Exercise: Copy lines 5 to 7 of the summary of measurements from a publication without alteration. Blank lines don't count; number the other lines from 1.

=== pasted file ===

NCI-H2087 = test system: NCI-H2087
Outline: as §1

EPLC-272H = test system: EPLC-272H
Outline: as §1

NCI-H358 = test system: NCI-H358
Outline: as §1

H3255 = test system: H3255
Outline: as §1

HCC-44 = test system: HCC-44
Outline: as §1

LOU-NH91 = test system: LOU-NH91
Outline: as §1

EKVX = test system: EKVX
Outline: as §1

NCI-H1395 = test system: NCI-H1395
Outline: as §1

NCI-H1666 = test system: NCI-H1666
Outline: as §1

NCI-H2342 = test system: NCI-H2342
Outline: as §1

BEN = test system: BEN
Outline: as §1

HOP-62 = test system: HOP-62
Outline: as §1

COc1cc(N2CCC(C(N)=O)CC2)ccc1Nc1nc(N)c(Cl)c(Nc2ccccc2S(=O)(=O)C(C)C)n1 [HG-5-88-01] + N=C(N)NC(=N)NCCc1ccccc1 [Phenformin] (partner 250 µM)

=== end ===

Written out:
NCI-H358 = test system: NCI-H358
Outline: as §1

H3255 = test system: H3255